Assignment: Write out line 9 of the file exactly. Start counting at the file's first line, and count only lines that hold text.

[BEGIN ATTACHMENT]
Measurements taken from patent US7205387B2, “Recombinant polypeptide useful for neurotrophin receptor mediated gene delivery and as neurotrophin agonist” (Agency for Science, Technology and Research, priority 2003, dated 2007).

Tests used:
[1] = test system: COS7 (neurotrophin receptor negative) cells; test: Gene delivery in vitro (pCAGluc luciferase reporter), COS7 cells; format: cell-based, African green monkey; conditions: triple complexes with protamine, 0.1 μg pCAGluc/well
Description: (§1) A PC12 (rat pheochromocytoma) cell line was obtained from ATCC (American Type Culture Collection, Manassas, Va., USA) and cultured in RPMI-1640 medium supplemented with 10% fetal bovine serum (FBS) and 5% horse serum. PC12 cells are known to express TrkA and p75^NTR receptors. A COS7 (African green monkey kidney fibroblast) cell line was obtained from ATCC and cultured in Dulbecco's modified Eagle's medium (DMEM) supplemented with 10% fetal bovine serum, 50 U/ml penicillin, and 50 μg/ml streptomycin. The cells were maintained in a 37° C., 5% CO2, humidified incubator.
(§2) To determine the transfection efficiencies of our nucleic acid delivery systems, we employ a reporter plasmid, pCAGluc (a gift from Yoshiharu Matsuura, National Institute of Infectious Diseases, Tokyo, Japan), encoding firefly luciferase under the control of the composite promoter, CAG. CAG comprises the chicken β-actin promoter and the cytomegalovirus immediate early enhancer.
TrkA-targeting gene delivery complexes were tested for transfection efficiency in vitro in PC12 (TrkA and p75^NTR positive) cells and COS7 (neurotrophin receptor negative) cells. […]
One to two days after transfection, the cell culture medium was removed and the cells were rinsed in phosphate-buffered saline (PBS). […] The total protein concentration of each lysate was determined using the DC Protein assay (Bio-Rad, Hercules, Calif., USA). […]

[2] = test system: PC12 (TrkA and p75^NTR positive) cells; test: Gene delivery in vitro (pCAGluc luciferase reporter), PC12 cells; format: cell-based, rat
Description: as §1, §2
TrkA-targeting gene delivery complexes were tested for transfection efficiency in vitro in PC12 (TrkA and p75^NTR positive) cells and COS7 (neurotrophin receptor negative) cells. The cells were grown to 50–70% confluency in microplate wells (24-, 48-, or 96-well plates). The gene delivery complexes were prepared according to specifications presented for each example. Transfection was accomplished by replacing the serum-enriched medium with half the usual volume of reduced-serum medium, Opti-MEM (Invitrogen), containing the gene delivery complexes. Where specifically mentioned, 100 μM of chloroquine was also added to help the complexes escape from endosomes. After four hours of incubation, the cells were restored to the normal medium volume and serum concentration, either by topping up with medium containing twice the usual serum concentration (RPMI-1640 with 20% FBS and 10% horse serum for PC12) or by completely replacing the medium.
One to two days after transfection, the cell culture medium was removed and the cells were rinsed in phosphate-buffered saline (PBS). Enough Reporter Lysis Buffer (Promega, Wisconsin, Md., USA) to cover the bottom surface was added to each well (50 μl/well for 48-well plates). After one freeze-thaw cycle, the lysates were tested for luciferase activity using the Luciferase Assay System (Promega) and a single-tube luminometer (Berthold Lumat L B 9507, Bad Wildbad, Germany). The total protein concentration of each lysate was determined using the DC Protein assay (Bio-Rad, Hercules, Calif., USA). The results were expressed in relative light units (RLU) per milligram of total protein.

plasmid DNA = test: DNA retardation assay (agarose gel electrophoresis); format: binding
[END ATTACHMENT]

Description: as §1, §2